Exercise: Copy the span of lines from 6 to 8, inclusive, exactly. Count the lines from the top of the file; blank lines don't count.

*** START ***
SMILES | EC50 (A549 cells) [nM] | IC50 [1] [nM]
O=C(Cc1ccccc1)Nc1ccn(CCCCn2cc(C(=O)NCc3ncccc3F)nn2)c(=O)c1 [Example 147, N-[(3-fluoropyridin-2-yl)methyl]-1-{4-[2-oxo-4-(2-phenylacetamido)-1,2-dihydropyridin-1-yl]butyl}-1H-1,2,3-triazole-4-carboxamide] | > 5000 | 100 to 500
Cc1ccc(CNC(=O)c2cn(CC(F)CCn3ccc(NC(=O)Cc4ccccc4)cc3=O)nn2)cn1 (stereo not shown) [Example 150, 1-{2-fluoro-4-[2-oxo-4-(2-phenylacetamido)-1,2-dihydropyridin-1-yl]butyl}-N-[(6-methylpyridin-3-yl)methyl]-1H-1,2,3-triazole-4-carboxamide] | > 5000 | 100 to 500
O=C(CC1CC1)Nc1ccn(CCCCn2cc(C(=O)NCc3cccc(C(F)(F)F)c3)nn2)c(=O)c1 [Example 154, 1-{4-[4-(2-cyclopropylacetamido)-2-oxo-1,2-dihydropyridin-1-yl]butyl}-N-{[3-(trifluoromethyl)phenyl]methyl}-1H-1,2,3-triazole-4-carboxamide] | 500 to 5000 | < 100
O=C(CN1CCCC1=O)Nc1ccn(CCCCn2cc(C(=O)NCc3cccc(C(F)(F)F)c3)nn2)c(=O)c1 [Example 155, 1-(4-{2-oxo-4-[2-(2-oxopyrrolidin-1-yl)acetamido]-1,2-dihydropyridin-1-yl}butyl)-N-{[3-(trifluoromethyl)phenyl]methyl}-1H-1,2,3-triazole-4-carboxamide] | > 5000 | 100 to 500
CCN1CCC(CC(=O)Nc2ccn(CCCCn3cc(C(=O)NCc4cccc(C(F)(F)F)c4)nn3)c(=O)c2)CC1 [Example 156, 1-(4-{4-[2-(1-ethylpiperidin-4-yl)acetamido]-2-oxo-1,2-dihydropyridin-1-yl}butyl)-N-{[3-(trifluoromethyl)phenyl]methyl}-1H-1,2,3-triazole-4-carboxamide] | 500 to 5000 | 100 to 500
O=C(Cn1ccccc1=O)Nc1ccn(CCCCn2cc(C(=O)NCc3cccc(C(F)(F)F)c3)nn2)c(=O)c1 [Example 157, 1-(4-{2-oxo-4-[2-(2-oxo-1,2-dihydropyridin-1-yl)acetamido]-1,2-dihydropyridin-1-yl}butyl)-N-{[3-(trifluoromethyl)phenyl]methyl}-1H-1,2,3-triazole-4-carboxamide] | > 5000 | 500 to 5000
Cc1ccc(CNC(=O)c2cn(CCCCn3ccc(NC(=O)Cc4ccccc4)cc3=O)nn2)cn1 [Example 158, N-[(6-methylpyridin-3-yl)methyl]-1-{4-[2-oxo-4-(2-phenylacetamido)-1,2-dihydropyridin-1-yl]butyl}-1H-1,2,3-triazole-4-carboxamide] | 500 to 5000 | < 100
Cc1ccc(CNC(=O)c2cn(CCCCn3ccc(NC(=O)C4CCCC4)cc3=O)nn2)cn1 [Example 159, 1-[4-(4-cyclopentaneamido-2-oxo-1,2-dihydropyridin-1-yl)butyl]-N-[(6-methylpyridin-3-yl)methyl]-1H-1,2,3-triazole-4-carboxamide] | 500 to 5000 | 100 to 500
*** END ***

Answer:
CCN1CCC(CC(=O)Nc2ccn(CCCCn3cc(C(=O)NCc4cccc(C(F)(F)F)c4)nn3)c(=O)c2)CC1 [Example 156, 1-(4-{4-[2-(1-ethylpiperidin-4-yl)acetamido]-2-oxo-1,2-dihydropyridin-1-yl}butyl)-N-{[3-(trifluoromethyl)phenyl]methyl}-1H-1,2,3-triazole-4-carboxamide] | 500 to 5000 | 100 to 500
O=C(Cn1ccccc1=O)Nc1ccn(CCCCn2cc(C(=O)NCc3cccc(C(F)(F)F)c3)nn2)c(=O)c1 [Example 157, 1-(4-{2-oxo-4-[2-(2-oxo-1,2-dihydropyridin-1-yl)acetamido]-1,2-dihydropyridin-1-yl}butyl)-N-{[3-(trifluoromethyl)phenyl]methyl}-1H-1,2,3-triazole-4-carboxamide] | > 5000 | 500 to 5000
Cc1ccc(CNC(=O)c2cn(CCCCn3ccc(NC(=O)Cc4ccccc4)cc3=O)nn2)cn1 [Example 158, N-[(6-methylpyridin-3-yl)methyl]-1-{4-[2-oxo-4-(2-phenylacetamido)-1,2-dihydropyridin-1-yl]butyl}-1H-1,2,3-triazole-4-carboxamide] | 500 to 5000 | < 100